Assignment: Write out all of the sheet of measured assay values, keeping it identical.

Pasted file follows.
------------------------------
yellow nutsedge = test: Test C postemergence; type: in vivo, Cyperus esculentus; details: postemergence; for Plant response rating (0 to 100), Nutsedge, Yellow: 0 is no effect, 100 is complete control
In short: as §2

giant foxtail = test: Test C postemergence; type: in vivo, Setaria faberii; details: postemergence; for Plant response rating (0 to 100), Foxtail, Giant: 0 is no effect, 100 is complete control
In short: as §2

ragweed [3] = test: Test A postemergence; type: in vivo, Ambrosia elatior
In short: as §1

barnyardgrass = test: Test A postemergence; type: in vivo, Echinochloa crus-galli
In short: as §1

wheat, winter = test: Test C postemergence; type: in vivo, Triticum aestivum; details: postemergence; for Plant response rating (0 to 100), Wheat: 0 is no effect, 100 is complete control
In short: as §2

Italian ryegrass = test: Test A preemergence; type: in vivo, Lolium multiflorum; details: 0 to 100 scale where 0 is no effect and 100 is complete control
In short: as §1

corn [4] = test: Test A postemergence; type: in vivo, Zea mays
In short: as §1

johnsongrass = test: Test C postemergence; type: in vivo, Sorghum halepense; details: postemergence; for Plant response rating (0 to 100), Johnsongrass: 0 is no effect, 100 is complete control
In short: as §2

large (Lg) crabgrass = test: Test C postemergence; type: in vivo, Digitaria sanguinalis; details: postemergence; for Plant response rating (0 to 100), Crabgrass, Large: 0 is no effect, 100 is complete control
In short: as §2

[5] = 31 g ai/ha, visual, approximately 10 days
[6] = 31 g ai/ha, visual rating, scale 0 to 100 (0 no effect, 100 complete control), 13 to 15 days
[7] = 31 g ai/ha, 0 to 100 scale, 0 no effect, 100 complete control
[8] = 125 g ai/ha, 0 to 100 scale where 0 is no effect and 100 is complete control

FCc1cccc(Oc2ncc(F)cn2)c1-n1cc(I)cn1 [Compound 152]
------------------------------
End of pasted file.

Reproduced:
yellow nutsedge = test: Test C postemergence; type: in vivo, Cyperus esculentus; details: postemergence; for Plant response rating (0 to 100), Nutsedge, Yellow: 0 is no effect, 100 is complete control
In short: as §2

giant foxtail = test: Test C postemergence; type: in vivo, Setaria faberii; details: postemergence; for Plant response rating (0 to 100), Foxtail, Giant: 0 is no effect, 100 is complete control
In short: as §2

ragweed [3] = test: Test A postemergence; type: in vivo, Ambrosia elatior
In short: as §1

barnyardgrass = test: Test A postemergence; type: in vivo, Echinochloa crus-galli
In short: as §1

wheat, winter = test: Test C postemergence; type: in vivo, Triticum aestivum; details: postemergence; for Plant response rating (0 to 100), Wheat: 0 is no effect, 100 is complete control
In short: as §2

Italian ryegrass = test: Test A preemergence; type: in vivo, Lolium multiflorum; details: 0 to 100 scale where 0 is no effect and 100 is complete control
In short: as §1

corn [4] = test: Test A postemergence; type: in vivo, Zea mays
In short: as §1

johnsongrass = test: Test C postemergence; type: in vivo, Sorghum halepense; details: postemergence; for Plant response rating (0 to 100), Johnsongrass: 0 is no effect, 100 is complete control
In short: as §2

large (Lg) crabgrass = test: Test C postemergence; type: in vivo, Digitaria sanguinalis; details: postemergence; for Plant response rating (0 to 100), Crabgrass, Large: 0 is no effect, 100 is complete control
In short: as §2

[5] = 31 g ai/ha, visual, approximately 10 days
[6] = 31 g ai/ha, visual rating, scale 0 to 100 (0 no effect, 100 complete control), 13 to 15 days
[7] = 31 g ai/ha, 0 to 100 scale, 0 no effect, 100 complete control
[8] = 125 g ai/ha, 0 to 100 scale where 0 is no effect and 100 is complete control

FCc1cccc(Oc2ncc(F)cn2)c1-n1cc(I)cn1 [Compound 152]